How did this happen?
There are actually two exploitable flaws, though they’re related. They have been given the James Bond-esque names Meltdown and Spectre. Both use what’s known as a side-channel analysis attack. Basically, malicious code can be written that allows an attacker to see information stored in what was previously believed to be a secure portion of a computer’s central processing unit, or CPU.
What's the problem that makes this possible?
It’s something no one had realized was an issue for 20-some years. Back in the early 1990s, in an effort to speed up computer processing, computer chip engineers hit on the idea of letting computers guess at what data would be needed next. It was called “speculative execution.” It’s something like a salesperson who sees a man pick out a pair of slacks in a store and so grabs a belt and a jacket that match because they might be what he looks for next.
In the computer, it could be that you go to the banking section of your password management program. The speculative execution function then pulls all your banking passwords into the protected memory portion of the CPU because it’s making a good guess you’ll ask for that next.
Meltdown allows full access to the protected memory space, so it’s potentially more dangerous. It appears to only affect Intel chips manufactured since 1995.
Spectre allows malicious code to trick access random portions of the protected memory. It is believed to affect processors made by Intel, Advanced Micro Devices and ARM.
The real issue is that the flaws allow cyber criminals a new set of tools to steal passwords and other critical data.
“The scope impacts a large set of the computing devices that we rely on, from PC to phones and back-end services consumers rely upon, such as servers and the cloud,” said McAfee chief technology officer Steve Grobman.
How much could the hackers see?
The exploit could allow an attacker to open a window that let's them look at what’s being rolled into and out of that protected memory space, says Atiq Raza, chairman and CEO of Virsec Systems, Inc and the former president of AMD. Depending how long the hackers can keep the window open “they could see a very significant amount of data scroll by. Even if it's just for a few seconds, a humongous amount of information could go through,” he said.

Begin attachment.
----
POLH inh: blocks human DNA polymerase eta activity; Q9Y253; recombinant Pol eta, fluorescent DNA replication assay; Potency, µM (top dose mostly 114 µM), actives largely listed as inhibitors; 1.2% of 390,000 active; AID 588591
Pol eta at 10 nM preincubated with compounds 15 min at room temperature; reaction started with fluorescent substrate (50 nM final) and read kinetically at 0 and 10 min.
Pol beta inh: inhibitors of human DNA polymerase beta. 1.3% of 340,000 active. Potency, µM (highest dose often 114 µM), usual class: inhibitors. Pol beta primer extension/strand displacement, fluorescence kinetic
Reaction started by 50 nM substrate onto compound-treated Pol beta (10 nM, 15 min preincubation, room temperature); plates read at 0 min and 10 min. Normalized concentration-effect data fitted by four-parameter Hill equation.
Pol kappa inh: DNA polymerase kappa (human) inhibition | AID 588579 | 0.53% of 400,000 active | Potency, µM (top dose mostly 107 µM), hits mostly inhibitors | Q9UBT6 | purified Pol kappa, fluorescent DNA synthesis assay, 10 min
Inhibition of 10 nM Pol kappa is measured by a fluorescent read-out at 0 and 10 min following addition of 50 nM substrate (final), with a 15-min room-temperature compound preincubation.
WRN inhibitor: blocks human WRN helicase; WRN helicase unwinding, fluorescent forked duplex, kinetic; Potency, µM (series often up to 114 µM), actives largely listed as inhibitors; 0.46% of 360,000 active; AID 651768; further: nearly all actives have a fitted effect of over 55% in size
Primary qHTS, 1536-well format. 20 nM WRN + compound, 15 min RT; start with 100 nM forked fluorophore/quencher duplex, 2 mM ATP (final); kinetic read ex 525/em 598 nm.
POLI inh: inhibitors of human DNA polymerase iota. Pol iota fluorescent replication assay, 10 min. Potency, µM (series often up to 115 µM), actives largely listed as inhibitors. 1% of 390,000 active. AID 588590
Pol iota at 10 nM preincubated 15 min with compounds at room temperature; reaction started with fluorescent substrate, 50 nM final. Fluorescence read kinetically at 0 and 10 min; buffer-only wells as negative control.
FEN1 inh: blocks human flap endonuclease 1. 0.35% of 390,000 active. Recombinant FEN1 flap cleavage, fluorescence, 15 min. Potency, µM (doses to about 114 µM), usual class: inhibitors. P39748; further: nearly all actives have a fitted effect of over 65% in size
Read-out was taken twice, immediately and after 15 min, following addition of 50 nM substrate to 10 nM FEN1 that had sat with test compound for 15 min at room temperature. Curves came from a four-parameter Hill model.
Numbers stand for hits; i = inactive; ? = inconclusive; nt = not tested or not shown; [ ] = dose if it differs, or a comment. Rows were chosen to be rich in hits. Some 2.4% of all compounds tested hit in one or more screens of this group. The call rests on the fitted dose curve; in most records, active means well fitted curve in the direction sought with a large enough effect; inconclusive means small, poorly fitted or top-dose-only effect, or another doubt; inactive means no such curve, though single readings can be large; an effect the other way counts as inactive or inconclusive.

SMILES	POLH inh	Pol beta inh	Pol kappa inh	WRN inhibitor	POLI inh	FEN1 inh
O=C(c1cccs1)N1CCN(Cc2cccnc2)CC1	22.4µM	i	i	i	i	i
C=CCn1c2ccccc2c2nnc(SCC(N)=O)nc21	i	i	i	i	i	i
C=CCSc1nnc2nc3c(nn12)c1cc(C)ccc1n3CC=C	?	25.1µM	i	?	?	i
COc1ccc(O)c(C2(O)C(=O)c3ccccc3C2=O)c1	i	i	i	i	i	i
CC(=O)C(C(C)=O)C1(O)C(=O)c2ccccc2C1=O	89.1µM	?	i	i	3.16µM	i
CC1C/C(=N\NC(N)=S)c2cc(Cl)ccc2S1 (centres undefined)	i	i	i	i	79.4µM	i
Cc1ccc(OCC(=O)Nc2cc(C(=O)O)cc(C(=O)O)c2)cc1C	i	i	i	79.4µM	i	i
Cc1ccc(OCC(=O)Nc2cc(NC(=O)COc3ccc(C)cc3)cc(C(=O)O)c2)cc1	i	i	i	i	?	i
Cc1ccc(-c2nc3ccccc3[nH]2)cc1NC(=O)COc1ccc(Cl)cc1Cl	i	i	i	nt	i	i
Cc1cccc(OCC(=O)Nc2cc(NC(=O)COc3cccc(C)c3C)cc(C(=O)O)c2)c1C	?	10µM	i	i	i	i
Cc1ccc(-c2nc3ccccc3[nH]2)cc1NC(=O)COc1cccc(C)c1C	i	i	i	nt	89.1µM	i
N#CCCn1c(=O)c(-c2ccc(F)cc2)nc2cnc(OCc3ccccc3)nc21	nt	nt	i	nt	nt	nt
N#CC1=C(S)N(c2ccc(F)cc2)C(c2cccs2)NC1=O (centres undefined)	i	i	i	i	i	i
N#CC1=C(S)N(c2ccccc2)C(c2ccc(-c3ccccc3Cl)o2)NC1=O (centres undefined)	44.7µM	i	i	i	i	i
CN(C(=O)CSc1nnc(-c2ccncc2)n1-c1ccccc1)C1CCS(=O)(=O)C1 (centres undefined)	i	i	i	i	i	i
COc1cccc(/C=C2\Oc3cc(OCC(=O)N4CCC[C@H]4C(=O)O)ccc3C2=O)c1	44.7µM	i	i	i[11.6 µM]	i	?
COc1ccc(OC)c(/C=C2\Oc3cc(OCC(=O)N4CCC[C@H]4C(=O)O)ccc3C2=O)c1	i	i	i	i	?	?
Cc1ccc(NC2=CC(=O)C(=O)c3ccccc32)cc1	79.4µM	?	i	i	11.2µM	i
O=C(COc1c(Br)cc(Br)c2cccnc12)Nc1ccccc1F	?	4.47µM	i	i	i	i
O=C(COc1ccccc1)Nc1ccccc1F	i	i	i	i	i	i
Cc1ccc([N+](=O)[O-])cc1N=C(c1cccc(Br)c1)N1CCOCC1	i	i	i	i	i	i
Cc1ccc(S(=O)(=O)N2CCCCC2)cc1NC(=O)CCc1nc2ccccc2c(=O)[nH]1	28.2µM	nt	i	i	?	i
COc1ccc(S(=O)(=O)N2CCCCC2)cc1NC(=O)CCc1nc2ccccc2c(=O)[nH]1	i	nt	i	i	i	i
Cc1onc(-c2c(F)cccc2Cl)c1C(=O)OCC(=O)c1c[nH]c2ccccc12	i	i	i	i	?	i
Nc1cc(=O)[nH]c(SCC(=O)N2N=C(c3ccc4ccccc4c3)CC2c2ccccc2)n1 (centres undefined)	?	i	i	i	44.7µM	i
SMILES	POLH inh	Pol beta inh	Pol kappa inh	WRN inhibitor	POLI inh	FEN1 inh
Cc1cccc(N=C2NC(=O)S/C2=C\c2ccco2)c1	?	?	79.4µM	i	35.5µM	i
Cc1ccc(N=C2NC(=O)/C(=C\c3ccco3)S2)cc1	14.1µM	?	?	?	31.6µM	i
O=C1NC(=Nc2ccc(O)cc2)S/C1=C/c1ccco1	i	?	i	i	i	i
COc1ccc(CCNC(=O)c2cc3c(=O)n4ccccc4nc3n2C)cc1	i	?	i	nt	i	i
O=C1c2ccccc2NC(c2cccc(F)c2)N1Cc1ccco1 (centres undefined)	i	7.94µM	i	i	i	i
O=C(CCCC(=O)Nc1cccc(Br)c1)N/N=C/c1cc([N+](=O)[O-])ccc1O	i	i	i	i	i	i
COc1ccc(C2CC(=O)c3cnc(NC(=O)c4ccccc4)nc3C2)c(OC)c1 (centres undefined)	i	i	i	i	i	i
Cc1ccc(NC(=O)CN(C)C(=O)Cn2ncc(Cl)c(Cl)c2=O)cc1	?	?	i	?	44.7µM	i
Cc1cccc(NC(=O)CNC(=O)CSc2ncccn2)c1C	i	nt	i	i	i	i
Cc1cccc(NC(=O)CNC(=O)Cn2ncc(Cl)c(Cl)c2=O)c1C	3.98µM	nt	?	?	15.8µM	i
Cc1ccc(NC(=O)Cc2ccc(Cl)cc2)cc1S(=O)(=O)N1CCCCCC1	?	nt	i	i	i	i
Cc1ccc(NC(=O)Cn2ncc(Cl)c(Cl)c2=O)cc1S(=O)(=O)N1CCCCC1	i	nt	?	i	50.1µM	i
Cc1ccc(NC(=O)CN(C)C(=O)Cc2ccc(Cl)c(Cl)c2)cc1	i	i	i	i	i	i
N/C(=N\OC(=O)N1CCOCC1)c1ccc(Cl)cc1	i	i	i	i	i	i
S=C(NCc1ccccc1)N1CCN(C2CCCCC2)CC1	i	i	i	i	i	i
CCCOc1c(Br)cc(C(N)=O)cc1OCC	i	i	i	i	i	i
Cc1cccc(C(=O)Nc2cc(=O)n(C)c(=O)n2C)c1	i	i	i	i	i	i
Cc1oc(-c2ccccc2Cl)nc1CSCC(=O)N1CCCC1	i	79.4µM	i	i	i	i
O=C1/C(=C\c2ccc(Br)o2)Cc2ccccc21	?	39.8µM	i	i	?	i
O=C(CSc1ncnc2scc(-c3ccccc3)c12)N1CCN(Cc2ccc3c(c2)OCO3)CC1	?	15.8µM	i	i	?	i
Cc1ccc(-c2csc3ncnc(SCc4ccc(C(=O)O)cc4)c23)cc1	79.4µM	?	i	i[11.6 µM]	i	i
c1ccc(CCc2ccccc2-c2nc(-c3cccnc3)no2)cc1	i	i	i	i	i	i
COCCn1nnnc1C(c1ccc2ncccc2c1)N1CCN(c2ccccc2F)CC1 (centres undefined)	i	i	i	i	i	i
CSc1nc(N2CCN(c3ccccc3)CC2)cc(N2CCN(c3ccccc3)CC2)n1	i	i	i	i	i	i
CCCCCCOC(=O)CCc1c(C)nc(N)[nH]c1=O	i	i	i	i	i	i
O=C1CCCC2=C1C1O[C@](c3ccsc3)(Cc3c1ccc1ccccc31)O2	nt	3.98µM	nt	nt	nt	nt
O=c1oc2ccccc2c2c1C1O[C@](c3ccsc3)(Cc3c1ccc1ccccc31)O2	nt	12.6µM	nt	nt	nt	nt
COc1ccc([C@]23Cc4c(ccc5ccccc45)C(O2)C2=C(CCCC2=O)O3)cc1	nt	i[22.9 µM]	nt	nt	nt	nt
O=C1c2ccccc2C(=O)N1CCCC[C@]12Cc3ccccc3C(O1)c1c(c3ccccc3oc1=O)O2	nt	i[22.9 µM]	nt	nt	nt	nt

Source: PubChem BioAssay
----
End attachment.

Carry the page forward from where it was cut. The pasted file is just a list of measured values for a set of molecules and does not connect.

How did this exist for so long?
An excellent question, which hasn't been answered yet.
The flaws were discovered over the last several months independently by several teams, including Google’s Project Zero security team, researchers at Graz University of Technology in Austria, the University of Adelaide in Australia and the universities of Pennsylvania and Maryland, along with researchers at security firms Cyberus Technology, Rambus and Data61.
The researchers alerted chip and software companies, which began writing patches and fixes. Everything was supposed to be announced on January 9th.
As companies started to make changes to their software to allow them to implement the patches, security researchers noticed something was going on. This created buzz in the broader computer security community. When the security news site The Register published a story on January 2, it became impossible to wait and Intel and Google went public with the information.
Has anyone actually made use of this exploit yet?
Not that we know of. It’s a very complex and rarified attack and one that until a few months ago no one even realized was possible. That said, exploiting this bug wouldn't leave traces so it's difficult to know if it's being used "in the wild," as security researchers say.
But the race is now on, says Tony Cole, vice president of global government and critical infrastructure with computer security company FireEye. “I’m sure everybody on the attacker side is busy reading everything that’s out and trying to figure out how to use this. It’s being worked on as we speak.”